Then save the file, restart Chrome and viola! A temporary fix to the font issue.

About stvheld

Graphic Designer

23 Comments

  • Devonshire says:

    FINALLY. Some sort of fix (although it’s a ‘band-aid’)!!!! I have been trying to figure this out for far too long.

    Thank you, thank you, thank you!

  • jeff says:

    holding down option key does nothing

    i have the same glyph problem

  • fabio says:

    Very thanks, it works perfect

  • LK says:

    Nope. Won´t work…
    The problem is that there is no permanent fix. For example cleaning font cache (Suitcase 4.0) did the job, but it lasted only 10minutes, and then the glyph-characters were back…

    FRUSTRATING!

  • Rich says:

    Thanks for he tip but nop didn’t work for me either.
    This problem seems to have random fixes for different people.
    grrrrrr…

  • I found a real solution!!! Your suggestion above got me a temporary fix, but I was still experiencing lots of issues with the use of Gill Sans. It seemed to be really spotty, whether or not the custom.css declarations would work. Some sites like LinkedIn were still almost illegible.

    Here’s what I found…

    It’s not based on the font chosen or any cache related issues. After taking a deep dive in Google, I found that it only seems to be fellow graphic designers who experience this issue (i.e. only those of us using any kind of font management software).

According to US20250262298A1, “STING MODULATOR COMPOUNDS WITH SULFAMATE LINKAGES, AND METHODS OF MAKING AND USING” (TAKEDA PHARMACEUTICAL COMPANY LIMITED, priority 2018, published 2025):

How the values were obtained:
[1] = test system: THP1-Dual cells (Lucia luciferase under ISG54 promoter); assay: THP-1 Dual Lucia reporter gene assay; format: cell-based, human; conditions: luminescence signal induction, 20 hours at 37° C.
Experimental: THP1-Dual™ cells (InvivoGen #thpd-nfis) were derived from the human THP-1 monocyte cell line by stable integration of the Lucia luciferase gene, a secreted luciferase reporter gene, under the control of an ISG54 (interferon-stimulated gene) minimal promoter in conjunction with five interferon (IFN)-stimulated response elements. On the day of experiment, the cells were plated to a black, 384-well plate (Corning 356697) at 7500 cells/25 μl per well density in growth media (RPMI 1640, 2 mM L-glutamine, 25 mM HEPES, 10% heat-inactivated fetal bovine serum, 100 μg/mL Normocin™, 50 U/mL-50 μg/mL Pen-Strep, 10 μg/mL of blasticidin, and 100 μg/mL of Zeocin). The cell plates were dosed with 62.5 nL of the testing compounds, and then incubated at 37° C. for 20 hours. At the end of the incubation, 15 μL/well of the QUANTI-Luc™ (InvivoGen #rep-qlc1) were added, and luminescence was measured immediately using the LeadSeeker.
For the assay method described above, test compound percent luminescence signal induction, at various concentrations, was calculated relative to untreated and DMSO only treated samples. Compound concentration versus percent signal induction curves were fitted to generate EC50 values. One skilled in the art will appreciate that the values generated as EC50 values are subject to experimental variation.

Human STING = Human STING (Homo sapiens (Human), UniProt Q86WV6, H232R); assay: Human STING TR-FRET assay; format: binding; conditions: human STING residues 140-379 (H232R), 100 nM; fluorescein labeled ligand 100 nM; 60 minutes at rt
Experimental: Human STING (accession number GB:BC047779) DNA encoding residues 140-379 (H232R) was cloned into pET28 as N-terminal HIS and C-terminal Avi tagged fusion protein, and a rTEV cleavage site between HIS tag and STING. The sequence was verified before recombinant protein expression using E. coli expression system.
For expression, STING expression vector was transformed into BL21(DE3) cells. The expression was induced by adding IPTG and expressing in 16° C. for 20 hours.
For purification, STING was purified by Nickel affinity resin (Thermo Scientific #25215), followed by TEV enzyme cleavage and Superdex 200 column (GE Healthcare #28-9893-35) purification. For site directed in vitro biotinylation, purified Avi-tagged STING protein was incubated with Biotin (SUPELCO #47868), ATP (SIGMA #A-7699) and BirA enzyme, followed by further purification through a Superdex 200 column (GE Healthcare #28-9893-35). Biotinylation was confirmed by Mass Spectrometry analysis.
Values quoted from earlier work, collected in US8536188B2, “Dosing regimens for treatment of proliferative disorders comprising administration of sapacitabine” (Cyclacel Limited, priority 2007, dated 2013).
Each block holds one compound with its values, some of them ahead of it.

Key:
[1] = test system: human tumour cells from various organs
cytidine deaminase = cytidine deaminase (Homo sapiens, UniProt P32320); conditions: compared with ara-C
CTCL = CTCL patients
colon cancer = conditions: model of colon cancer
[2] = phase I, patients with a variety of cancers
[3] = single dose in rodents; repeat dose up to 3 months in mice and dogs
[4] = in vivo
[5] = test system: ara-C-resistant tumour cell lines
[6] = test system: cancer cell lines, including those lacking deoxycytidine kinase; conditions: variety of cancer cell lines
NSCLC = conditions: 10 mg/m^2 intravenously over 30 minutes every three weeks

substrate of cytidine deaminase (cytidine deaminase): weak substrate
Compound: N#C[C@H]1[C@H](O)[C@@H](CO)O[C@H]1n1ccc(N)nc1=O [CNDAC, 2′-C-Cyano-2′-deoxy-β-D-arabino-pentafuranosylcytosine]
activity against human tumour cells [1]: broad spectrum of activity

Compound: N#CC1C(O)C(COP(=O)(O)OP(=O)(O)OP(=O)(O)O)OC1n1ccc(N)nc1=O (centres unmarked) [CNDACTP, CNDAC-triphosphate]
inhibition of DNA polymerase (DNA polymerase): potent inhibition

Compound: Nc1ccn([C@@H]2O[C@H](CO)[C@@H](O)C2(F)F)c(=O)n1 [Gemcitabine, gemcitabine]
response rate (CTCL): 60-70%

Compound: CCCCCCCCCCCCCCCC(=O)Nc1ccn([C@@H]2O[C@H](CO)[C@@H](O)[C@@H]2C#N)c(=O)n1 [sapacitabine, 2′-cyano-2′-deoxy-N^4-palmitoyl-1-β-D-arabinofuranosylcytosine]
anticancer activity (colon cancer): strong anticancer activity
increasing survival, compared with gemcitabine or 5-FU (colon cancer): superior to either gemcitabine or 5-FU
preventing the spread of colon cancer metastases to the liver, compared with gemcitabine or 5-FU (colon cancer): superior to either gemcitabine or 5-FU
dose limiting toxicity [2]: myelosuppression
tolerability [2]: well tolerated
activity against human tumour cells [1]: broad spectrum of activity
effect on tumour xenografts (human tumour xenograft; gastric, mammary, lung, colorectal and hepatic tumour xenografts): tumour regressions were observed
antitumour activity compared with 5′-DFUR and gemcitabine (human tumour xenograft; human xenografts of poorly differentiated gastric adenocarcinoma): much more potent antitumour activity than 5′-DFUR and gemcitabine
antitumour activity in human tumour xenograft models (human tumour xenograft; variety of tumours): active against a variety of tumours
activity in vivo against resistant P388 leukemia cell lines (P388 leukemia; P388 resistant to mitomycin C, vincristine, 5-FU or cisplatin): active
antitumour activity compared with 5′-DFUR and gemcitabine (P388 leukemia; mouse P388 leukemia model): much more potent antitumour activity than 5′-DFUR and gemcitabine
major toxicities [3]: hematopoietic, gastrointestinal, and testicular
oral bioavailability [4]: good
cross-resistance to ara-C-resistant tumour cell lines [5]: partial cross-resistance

To solve the issue, I found that you have to tell Chrome to use a font that is NOT being managed by your font manager. Gill Sans, for instance, was still included in my Suitcase Fusion library. As a solution, I went to Google Web Fonts and downloaded Droid Sans, Droid Serif, and Droid Mono. After installing them via the standard Mac Font Utility, I relaunched Google Chrome. Inside of the browser, Preferences > Advanced Options, I was then able to specify each Droid version as the font to use. …Voila. Absolutely ZERO instances of strange glyphs!

  • dw says:

    ” not sure why Google Chrome is the only browser with this issue.”

    Exactly!! Up till today (9/2013) I still have this problem which people seem already complained about a few years ago. What I don’t understand is with Google’s talents and money resources, how come they still cannot solve this problem which is not even an issue for the other browsers.

    Btw, Chrome seems the only one having problem with yahoo mail too…